She shrugged. “I can’t say this has happened before, in all my years of Reaping,” she answered. She didn’t appear worried in the slightest by the fact she’d apparently screwed up royally. “I have no idea what Fate is going to say about it, but I don't exactly have much choice. This is all I can think of. Better to half-fuck the Wheel than smash it to bits, don’t you think?”

She paused, and laid a sympathetic hand on his shoulder. “And on you saying no,” she continued gently. “I don’t think you get a say in it.”

Her hand felt awfully real...but no. No. There was no Meredith Grim, there was no Moving Along, there was no afterlife. None of this made sense; None of this was possible. He must be hallucinating, he had to be. He was actually still lying on his back in the middle of the road, moments from death, and his mind was going out in a blaze of glory, trying to rationalise its coming demise the only way it could. Any second now, his brain would officially shut down and the worms would be free eat him. 

It was plausible, at the very least. 

A small smile crossed Meredith’s face. 

“Oh, I’m real alright,” she assured him softly. She cocked her head to the side. “It won’t be so bad, you know. You’ll be well cared for, although I’m sure you’ll hate it at first. You’ll learn to accept it.”

“Alright,” he agreed, wanting the hallucination to be over with so he could be on his way to serving the worms. They say the human brain is the most complex thing known to man, he mused to himself thoughtfully. But if this proves anything, it’s that the human brain is really a window-licking moron.

He was totally convinced this wasn’t real, by this point.

If she had been wanting a more in depth answer, she didn’t show it. She just shrugged. “Suit yourself,” was the retort. “Now, if you’ll excuse me, I get all of one day a year off, and that would be tomorrow. I want to enjoy my twenty-four hours away from mouth breathers such as yourself, Princess, and unfortunately I have a few more of them to Move Along before I can do that.” She gestured towards the truck, still burning cheerfully behind them. “Truckie over there has a date with ol’ Lucifer himself, bless his black heart...and by that, I mean he’ll be explaining the contents of his external hard drive while staked over a pit of hot coals, you see.”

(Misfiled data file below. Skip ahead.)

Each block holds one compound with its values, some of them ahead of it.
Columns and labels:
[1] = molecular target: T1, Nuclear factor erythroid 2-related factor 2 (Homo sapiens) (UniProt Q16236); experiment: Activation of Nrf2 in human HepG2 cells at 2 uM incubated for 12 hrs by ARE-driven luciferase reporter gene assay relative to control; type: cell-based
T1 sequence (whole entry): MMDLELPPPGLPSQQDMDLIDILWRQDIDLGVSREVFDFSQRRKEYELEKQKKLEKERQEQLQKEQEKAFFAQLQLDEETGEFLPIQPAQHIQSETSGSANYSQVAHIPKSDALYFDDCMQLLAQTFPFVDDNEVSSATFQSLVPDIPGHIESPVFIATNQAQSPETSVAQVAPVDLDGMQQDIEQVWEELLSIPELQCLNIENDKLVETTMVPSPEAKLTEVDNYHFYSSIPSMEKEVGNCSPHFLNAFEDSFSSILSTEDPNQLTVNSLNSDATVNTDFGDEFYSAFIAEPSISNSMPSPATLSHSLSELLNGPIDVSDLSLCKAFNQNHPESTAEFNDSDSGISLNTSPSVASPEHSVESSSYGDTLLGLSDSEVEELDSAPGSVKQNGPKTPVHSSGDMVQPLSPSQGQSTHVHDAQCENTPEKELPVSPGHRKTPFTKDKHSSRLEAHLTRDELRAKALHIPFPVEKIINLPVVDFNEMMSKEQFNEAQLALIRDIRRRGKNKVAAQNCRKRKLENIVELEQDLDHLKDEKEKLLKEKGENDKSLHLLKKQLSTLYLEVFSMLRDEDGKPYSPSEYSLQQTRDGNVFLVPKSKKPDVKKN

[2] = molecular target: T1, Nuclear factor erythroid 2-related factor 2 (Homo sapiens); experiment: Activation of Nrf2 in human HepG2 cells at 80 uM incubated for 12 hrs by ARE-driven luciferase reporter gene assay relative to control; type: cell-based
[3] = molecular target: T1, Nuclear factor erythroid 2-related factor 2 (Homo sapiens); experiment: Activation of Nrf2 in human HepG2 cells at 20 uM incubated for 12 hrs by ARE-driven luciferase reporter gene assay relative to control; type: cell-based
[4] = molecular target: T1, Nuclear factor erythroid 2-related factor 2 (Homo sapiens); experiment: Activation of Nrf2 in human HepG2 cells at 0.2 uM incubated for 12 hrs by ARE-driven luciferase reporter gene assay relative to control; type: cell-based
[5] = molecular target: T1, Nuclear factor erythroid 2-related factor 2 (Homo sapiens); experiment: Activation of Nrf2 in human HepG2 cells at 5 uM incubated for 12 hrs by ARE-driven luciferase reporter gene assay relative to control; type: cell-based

Before he could do anything but give a polite, bewildered nod, Meredith had taken his hand in her own. Her skin was horrifically cold and crinkled beneath his touch like cellophane – he shuddered and instantly tried to squirm away from that terrible sensation, but she held him tight. “Close your eyes, Princess,” she said. “It’ll be over before you know it.” She paused, and then added thoughtfully, “I might even see you again, you know. Angel Bay might be a nice place to spend Halloween.”

She shook her head. “Never mind that now, though. Come on, close your eyes.”

He hesitated for a moment...then shrugged. What can it hurt? He sighed to himself. She’s not real. What does it matter if you close your eyes? Maybe this is your brain’s way of breaking it to you gently that it’s time to go to sleep...permanently.

His skin was still crawling from the texture of Meredith’s hand, but he forced himself to ignore it. He gave her one last bemused stare...and slowly closed his eyes.

“See you next time, Princess,” he heard her say in what could only be amusement...and then his world melted away like snow on a Summer’s day.

Continued in Part 2: Afterlife